The FAA is signing off on these aircraft going back up into the sky to kill some people.
The news story has a couple interesting points about the MCAS.
First, “Boeing’s engineers assumed that pilots would know how to disable the motor driving down the nose and the procedure for doing so is taught to all 737 pilots. But both crews apparently became confused during the emergency and neither was able to do so.” (17th paragraph)
Does that say the procedure for turning off the MCAS system was taught to all pilots?
It looks like it does, but that’s unclear. It could be ‘Boeings engineers assumed that…the procedure for doing so is taught to all 737 pilots.’ But why would the tense and voice switch? There’s no comma before the conjunction, so one would expect the subject to remain the same. However the engineers couldn’t assume the procedure for switching off the CMAS system was taught to all pilots at the time the made the assumption. So the article reads like the author is stating ‘the procedure for doing so is taught to all 737 pilots.’
From paragraph 20, “Originally, pilots weren’t told about the system. Both the company and the FAA didn’t realize it could pose a danger.”
So they couldn’t very well have been taught to turn it off.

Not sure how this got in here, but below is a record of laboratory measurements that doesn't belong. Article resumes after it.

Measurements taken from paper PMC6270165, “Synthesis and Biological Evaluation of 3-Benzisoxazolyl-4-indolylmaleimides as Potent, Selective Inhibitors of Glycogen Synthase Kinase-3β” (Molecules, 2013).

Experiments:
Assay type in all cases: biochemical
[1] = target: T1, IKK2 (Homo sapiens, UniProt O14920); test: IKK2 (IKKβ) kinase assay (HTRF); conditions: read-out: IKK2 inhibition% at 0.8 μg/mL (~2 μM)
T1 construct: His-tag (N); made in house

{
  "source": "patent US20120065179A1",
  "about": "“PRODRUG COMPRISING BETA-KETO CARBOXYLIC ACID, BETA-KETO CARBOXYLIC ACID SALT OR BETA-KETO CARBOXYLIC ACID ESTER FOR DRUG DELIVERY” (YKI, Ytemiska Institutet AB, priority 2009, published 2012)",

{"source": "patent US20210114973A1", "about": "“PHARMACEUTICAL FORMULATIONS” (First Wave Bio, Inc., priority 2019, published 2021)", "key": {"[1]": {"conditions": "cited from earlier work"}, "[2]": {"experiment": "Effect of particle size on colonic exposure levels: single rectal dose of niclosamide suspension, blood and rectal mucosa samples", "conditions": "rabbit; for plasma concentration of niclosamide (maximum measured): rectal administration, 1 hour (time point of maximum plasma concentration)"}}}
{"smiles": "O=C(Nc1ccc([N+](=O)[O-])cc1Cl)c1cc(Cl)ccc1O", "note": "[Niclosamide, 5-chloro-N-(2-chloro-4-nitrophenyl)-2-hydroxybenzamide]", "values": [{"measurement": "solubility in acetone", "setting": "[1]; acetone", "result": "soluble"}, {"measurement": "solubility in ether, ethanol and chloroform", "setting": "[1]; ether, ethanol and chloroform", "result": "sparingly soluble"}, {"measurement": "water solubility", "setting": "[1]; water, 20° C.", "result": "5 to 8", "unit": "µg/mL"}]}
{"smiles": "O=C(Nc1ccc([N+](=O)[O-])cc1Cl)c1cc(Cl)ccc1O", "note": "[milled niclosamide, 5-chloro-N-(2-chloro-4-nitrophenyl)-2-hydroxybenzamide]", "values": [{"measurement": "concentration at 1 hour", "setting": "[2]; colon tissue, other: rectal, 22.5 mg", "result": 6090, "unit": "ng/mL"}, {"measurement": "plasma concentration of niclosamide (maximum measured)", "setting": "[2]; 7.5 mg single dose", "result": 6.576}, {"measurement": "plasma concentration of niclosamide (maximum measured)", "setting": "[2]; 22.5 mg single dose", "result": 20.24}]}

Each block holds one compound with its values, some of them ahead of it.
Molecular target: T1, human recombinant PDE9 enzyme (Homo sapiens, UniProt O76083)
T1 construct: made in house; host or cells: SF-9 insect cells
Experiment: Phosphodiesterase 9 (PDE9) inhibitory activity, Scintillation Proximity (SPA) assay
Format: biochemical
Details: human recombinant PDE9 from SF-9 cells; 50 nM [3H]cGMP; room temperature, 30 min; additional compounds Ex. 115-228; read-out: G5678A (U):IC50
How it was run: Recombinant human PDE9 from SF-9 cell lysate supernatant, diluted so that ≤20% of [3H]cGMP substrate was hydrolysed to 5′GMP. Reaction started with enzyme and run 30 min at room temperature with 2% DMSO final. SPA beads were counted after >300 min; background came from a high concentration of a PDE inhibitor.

So what does the para 17 bit mean regarding the MCAS system? Were pilots taught how to turn it off or not?
Since two plane-loads of people died because the system wasn’t successfully turned off, I’d say not well enough.
Secondly, let’s talk aviation for second. I’m going to capitalize my specific terms. Air moving over or past a wing moves with something called the Relative Wind. The angle of the wing and this Relative Wind is the Angle of Attack. Both are big deals in aviation. If the Angle of Attack gets too high, the plane does something called Stalling and loses lift. (Note that the AoA is dependent on the Relative Wind, not the orientation of the wing with respect to the ground or something else.) The propensity of a plane to Stall, for the nose to pitch up, the maximum AoA, and etc., are all Flight Characteristics of the aircraft. Aircraft with different Flight Characteristics are different Types of aircraft. For big planes, the pilot needs a new Type Certification for each Type of aircraft s/he’s licensed to fly.
Boeing put in the CMAS because the 737 Max Death has different Flight Characteristics than a typical 737. It is more likely to Stall. The CMAS, in theory, pushes the nose of the plane down when it Stalls.
Fixes to the CMAS consist of making it easier to turn off. If the CMAS is turned off, it is not on.
But the 737 Max Death is still flying, and it has different Flight Characteristics than a regular 737, the plane the pilot has a Type Certification to fly. Once the CMAS is turned off, the pilot is no longer flying an aircraft with Flight Characteristics s/he is trained to fly. They don’t have a valid Type Certification for an aircraft with these Flight Characteristics.
I rather insist on my pilots knowing how to fly the plane we’re in all the time. That is considered optional by the FAA.